The good news for proponents of unified communications is that IDC puts it at the center of this great growth. Says the release:
�the most significant gains will be in the emerging economies of Asia/Pacific, where a strong economic recovery and new interest in unified communications will drive healthy growth in all aspects of mobility spending.
It's fair to assume that IDC thinks that UC will be a key part of that growth everywhere, not just Asia-Pac. The report makes a number of other claims. The specificity is overstated, as it is in most analysts' reports. Guessing what the future brings in general is dangerous enough; assigning specific numbers and percentages is a bit silly.
But they are worthy of note for the general trend lines. IDC concludes that the United States now has and will continue to have the highest concentration of mobile workers. This is a bit of a surprise because the United States traditionally hasn't been the cutting-edge nation in mobility.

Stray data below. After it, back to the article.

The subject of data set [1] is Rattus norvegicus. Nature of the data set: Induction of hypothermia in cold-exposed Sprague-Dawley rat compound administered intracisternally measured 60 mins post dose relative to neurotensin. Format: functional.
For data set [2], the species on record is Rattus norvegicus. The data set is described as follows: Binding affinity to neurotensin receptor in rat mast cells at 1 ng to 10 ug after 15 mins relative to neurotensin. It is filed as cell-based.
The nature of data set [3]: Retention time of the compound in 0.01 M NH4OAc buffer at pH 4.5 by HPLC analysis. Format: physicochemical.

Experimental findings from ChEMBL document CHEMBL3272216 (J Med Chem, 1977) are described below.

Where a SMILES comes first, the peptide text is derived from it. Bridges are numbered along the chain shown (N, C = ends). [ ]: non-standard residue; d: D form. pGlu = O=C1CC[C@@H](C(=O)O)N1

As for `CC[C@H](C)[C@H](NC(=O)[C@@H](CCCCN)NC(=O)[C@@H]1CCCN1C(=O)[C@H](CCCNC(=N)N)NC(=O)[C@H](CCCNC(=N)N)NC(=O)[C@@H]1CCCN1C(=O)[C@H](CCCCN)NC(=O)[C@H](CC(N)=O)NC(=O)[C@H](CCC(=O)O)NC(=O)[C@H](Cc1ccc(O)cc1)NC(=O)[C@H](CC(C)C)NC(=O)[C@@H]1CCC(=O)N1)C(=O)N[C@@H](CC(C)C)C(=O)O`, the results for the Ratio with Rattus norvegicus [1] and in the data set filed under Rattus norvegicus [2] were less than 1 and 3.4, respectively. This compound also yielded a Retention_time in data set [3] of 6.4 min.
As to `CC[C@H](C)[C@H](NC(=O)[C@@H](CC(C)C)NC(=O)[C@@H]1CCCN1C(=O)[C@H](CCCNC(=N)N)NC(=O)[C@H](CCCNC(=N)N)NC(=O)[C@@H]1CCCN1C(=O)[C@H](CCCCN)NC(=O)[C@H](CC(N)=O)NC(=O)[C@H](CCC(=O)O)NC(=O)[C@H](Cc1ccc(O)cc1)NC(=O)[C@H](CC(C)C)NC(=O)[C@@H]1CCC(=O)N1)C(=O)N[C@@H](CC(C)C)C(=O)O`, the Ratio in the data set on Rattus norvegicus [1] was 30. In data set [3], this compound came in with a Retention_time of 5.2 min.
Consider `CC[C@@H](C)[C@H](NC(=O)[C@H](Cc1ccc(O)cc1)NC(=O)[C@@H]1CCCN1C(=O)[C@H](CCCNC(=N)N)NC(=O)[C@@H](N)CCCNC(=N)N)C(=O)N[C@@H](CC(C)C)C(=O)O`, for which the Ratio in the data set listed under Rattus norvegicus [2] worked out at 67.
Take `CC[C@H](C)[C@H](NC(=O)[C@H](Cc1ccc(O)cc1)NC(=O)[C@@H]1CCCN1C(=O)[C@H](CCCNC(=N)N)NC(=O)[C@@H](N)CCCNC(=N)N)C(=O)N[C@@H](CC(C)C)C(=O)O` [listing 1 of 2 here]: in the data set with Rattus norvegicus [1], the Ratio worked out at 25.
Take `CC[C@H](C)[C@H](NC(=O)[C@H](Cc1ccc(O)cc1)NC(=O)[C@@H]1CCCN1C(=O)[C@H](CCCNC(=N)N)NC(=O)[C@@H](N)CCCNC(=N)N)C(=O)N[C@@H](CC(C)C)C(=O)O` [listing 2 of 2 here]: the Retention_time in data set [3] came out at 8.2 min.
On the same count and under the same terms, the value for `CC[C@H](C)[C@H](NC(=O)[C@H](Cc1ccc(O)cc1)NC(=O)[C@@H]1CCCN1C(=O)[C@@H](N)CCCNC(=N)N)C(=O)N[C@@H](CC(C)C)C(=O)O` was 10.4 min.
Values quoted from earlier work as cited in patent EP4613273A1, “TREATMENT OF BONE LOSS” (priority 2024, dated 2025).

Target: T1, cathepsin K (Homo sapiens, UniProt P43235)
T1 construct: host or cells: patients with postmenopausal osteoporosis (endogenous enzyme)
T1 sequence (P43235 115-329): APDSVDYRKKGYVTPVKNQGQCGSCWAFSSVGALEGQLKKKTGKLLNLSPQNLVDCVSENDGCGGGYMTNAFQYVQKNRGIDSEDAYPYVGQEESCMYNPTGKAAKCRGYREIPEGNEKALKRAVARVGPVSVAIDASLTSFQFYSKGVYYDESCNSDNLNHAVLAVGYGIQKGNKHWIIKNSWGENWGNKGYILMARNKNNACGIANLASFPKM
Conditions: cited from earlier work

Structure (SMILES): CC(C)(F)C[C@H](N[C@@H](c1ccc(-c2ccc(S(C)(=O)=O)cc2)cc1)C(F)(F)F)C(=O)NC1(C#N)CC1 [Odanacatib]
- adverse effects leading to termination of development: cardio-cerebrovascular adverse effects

The study also says that Asia/Pacific (excluding Japan) has the most mobile workers and that Western Europe will pass the United States in total number by the end of the term of the study. Finally, Japan will have about the same percentage of mobile workers as the United States in 2013. This total – in the 75 percent range – is about as high as the concentration will ever get.
For IDC's predictions to be realized, mobile device vendors and other players in the ecosystem must make moves to bring functionality of various sorts to smartphones. This is happening. Within the past week, for instance, Skype and Verizon Wireless announced an exclusive -- and, to some, highly intriguing -- arrangement. Another (and more subtle) example is D2 Technologies' upgrade of its mCUE line to enhance IP capabilities offered to devices using the Android mobile operating system.